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Effect of long distance running on Mindset

Special Blog Post by our good friend, Rick Karvouniaris

I have long overlooked the benefits of long distance running. I mean with proper shoes and technique; the physical benefits are pretty obvious. However, there is something about setting a goal, pushing through the urges to stop, to ignore the heaviness in your legs, arms and in your breathing and to come to the end changed. I call this the 'Grind'. This grind is something that to me, is a constant important reminder that to achieve goals I set out I must be willing to do the work needed to get there.

 

A lot of the time, we are focused on only the end goal that we set for ourselves, for example: --

-Lose 10 kilograms

-Sports success

-Have a successful business with financial success

 

Where we are focused on the destination instead of the journey. I haven't been around too long, only 24 years, however I'm learning that goals that we make are only a figment of our imagination, a mere snapshot of the rolling movie that is our lives.

 

Be conscious of the metrics we use to define success. Metrics I mean, such as kilograms lost, time taken for a run, amount of money made are good indicators on short-term progress, however I would advise to not get too caught up on metrics - as they're only snapshots and do not tell the full story. Instead of checking the scales every day, or timing every run you go on; prioritise check-ins for metrics once a week and focus on establishing routine, as that is much more important from my perspective.

 

My advice is: Learn to love the journey toward the goal, learn to love the grind as much (if not, more) than the goal itself. This will ensure two things: 1. Longevity of success 2. Mental & physical stability/wellbeing. A good anecdotal example is of how people lose weight and after they reach their goal, begin to put on weight and fall backwards on their progress, or other stories you may hear of people 'falling from success' I did say: learn to love.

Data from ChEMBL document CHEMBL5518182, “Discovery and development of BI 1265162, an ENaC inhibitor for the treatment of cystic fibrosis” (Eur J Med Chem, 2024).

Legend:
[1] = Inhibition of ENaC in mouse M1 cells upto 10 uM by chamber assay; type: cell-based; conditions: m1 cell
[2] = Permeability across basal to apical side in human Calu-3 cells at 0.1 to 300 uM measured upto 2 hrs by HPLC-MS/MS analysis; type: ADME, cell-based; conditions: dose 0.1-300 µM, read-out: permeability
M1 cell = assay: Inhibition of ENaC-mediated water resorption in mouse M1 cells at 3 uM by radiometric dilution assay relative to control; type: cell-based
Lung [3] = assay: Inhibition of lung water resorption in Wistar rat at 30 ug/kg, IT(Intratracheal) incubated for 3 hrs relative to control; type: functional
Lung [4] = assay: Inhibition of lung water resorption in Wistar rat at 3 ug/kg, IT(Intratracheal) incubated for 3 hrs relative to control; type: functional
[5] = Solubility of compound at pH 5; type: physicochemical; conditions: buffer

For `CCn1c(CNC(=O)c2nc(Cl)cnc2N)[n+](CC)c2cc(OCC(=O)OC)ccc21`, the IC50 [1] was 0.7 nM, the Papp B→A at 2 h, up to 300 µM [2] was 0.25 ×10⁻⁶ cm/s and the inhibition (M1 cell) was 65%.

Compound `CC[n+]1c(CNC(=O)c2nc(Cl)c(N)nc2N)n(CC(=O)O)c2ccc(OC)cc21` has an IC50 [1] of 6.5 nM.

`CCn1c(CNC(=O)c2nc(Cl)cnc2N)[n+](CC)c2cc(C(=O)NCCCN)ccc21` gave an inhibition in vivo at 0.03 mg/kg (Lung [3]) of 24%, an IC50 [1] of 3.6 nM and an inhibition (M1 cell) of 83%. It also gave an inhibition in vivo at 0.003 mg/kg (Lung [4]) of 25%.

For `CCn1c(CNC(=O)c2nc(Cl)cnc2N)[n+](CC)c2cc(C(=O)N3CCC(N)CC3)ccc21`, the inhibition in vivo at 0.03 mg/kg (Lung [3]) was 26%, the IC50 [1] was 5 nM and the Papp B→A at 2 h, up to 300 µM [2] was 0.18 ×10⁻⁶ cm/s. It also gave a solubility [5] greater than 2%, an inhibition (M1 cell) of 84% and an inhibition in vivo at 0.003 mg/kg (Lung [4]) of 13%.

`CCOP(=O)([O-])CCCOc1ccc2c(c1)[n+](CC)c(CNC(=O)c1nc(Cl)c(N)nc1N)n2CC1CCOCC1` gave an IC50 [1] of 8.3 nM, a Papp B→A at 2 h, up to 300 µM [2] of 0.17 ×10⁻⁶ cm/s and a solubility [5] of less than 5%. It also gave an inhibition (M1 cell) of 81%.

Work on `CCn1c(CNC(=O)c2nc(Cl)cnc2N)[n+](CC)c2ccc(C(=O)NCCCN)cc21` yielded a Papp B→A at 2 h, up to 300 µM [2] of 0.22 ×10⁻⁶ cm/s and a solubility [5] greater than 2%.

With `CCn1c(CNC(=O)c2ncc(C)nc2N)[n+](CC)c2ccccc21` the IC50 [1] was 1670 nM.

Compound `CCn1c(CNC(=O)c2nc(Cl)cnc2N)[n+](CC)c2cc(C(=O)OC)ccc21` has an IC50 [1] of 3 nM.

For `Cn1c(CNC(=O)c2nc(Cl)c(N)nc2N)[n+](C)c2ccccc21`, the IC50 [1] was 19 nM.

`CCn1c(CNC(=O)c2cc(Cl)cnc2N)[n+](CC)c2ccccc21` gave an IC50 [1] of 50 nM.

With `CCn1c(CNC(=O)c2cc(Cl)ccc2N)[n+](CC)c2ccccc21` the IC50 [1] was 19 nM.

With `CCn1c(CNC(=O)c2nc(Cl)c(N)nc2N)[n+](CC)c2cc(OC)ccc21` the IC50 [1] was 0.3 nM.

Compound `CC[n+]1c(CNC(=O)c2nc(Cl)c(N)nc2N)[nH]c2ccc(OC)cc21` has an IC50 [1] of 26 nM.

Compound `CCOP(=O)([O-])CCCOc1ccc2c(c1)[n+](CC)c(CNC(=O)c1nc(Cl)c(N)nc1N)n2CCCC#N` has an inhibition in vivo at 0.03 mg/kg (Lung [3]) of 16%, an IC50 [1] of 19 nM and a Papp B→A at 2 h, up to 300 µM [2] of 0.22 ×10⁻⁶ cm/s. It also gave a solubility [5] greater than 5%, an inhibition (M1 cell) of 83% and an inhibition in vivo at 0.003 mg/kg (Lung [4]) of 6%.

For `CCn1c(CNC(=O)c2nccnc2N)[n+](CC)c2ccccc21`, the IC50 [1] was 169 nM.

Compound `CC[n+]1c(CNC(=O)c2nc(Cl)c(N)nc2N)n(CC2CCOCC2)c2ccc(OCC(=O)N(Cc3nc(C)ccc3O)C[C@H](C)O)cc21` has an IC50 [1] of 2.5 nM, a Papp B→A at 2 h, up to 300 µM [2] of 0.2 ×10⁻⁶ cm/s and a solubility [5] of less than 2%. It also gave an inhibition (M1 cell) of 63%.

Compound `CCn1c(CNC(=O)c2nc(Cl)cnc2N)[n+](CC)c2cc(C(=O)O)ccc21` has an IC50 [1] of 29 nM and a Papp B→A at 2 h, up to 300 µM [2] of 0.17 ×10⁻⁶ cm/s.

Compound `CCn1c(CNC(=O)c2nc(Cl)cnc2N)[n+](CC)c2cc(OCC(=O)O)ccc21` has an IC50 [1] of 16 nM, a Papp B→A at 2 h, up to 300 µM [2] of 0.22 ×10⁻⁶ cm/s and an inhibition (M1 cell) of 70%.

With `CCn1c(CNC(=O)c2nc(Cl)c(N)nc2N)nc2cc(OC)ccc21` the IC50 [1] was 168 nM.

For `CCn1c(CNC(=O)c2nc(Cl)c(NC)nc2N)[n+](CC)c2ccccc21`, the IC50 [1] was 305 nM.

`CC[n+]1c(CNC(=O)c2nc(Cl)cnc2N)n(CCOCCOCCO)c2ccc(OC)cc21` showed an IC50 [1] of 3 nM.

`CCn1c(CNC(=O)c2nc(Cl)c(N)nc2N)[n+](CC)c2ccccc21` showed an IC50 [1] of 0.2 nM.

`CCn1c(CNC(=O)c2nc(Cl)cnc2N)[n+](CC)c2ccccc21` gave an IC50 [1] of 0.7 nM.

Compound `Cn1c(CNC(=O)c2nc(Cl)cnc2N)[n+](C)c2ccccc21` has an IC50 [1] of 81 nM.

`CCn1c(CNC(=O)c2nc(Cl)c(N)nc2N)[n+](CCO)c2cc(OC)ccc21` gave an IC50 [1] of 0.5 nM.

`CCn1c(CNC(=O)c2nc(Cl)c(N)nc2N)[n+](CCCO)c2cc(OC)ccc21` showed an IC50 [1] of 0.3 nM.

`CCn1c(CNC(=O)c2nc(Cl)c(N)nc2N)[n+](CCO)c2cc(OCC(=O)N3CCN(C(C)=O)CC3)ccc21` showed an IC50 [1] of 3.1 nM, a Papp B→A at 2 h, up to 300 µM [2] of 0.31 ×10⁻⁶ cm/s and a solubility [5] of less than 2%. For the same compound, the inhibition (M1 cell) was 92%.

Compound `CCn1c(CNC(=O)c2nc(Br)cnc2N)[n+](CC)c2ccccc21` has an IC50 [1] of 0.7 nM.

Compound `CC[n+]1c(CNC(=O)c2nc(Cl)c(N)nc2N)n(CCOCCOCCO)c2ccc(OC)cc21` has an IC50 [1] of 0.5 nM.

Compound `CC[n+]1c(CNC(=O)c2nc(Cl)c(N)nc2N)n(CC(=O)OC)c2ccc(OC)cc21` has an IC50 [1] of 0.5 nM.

The grind itself is not going to be easy, but then again, when do things worth having (or keeping) ever come easy? Something I realised when running was - when I ran with track pants, or if I had a different pair of shoes on, I found the run much more difficult and taxing. Muhammad Ali said famously that resonates with my own realization "It Isn't the Mountain Ahead That Wears You Out; It Is the pebble in your shoes."

 

My experience tells me that if I must learn to love the grind, I need to be as efficient as possible when putting in hard yards. This allows me to maintain and to effectively streamline, so that I am not spending unnecessary energy to complete tasks.

 

It is a matter of trial and error, be introspective when grinding - what drains you (physically or mentally) unnecessarily? Is it something that can be removed, or managed in a way to make things easier for yourself while you work?

 

Living a balanced lifestyle helps identify these pain points - do not dwell, or spend too much time on one goal. Have many goals you constantly switch back and forth from on what I call procrastinating efficiently (write up coming soon). I learnt all of these valuable lessons from my long distance running.

 

It continues to teach me and keep me humble in my pursuit of my goals. Just because I have come to this realization does not excuse the fact that I too am a human being, and I too need to continue loving the grind I finish this article on this conjecture, we all need to start enjoy our goals like we enjoy our music.

 

We don't listen to music and wait for the end of the song, because the end of the song is just silence - it is uninteresting. We listen to music and enjoy every element of the moment.

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